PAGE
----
Orchestra conductors like to open and close seasons with a big musical bang, but some programs detonate more reliably than others. (Beethoven's Ninth is an easy sell, and makes a satisfying racket even in an unmemorable performance.)
All credit to the Seattle Symphony's freshman music director Ludovic Morlot for taking a substantial risk in programming the final subscription concert of his first season on the SSO podium. Hector Berlioz's La Damnation de Faust can be a fizzer of a piece in the right hands and under the right circumstances, but rather a wet firecracker when the components aren't mixed just right.
Part of the problem is the composer's fault. In every version of the story I know based on Goethe's play, the protagonist is a pill, indifferent to anyone's interest but his own. Berlioz's is a particularly repellent portrait, and any sympathy the audience feels for him depends on the tenor singing the role making the character's endless self-justifying declamation acceptable through beautiful singing and sensitive variation in tone.
Richard Leech is a veteran of the French repertory. In his performance Thursday he sounded like one. Love, lust, despair, exhilaration all came out in the same tense stentorian bark. As a result British baritone David Wilson-Johnson would have had to sing facing upstage with a bag on his head not to demolish Leech vocally and theatrically in the role of Mephistofeles. His chewy, idiomatic French diction was in itself a joy to hear.
The third principal vocalist, Romanian mezzo-soprano Ruxandra Donose, performed tastefully in the small but essential role of Marguerite, but I can't believe her somewhat colorless sound was what the composer had in mind: not when h e wrote such plangent obbligati to her big scenes for solo viola and English horn.
Fortunately, Wilson-Johnson wasn't alone in the zest and flair department, The massed men of the Seattle Symphony Chorale and Vocalpoint! Seattle did not produce a single discernible French sound all evening, but since they were impersonating peasants, soldiers, drunken students and demons, their somewhat raw but enthusiastic sound made them more than satisfactory co-conspirators. Cheers for to their director Joseph Crnko for his coaching.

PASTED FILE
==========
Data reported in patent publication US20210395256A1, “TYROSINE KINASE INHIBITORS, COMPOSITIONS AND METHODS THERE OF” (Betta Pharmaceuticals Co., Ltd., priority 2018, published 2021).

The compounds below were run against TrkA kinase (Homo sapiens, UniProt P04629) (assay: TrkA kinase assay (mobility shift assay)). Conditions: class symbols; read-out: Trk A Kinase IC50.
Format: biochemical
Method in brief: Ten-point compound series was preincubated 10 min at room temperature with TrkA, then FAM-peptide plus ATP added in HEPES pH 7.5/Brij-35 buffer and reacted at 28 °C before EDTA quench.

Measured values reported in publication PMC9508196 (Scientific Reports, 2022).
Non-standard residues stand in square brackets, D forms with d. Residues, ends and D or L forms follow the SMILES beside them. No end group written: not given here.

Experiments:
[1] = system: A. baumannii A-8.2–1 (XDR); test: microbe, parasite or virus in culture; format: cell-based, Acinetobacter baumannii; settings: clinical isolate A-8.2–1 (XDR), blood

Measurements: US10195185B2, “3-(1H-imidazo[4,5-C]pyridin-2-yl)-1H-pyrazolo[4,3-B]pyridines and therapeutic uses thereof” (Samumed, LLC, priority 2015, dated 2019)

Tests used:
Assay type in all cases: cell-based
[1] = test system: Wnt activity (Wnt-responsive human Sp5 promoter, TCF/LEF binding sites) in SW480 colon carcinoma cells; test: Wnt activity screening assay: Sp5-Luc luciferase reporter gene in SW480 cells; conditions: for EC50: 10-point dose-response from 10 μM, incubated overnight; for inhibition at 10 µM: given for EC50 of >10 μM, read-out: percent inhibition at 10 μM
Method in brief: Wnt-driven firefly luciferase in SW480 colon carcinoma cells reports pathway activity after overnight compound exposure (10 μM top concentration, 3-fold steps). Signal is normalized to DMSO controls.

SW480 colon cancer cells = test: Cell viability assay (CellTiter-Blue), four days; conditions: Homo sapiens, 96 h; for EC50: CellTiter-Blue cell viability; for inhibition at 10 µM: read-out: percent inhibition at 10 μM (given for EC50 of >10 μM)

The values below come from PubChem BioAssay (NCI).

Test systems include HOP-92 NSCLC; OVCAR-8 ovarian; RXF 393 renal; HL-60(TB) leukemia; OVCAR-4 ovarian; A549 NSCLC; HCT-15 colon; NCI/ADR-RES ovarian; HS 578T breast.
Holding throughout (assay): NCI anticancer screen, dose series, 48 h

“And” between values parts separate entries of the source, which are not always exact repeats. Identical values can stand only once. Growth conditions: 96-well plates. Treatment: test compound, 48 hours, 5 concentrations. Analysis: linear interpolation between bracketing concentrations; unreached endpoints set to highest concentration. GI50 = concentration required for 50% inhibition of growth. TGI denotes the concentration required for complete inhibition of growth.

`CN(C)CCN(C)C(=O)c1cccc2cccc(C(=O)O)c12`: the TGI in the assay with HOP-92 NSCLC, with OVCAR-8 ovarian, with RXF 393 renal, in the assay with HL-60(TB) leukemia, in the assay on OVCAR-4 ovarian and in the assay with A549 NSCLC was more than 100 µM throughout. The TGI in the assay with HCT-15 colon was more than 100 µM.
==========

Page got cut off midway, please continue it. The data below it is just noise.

But coaching isn't enough to produce a performance, and here Maestro Morlot earned his title. I'm sure that many in the audience were there in part to hear what our new music director could do in the core French repertory, and if they were like me, they weren't just reassured, they were blown away.
It's hard to fail with famous orchestral party pieces like the march of the Hungarian janissaries and the intoxicating, menacing twitter of the spirits in Marguerite's guilty nightmare. The test of a Berlioz conductor is when the composer goes all broody and contrapuntal, with all the brilliant colors on his palette fading to melancholy shades of gray. Morlot more than maintained the music's energy in these passages, supporting Donose in Marguerite's long lament for lost love with sound as textured as matte black velvet.
Texture appears to be a touchstone for Morlot. At volume levels from whisper-soft to brazen, he maintained a control of instrumental balance which allowed a constant variation of the sonic surface, with threads of string and wind sound emerging into prominence and fading again while never breaking the dramatic flow.
With hardly an exception, the orchestra played with a precision of attack and command of phrasing that I have rarely heard in Benaroya Hall. These are precisely the qualities that Berlioz, and the French repertory overall, require.
Please, M. Morlot, let's hear your principal violist Susan Gulkis Assadi in the solo party of Berlioz's characteristically odd symphony-concerto Harold in Italy? How about some Chabrier, Chausson, Dukas, Fauré, all composers whose genius wilts without devoted cultivation of pure sound? And although purists will be revolted at the idea, how about some Rameau? The French penchant for pure sensuality of sound didn't begin with Berlioz, let alone Debussy.
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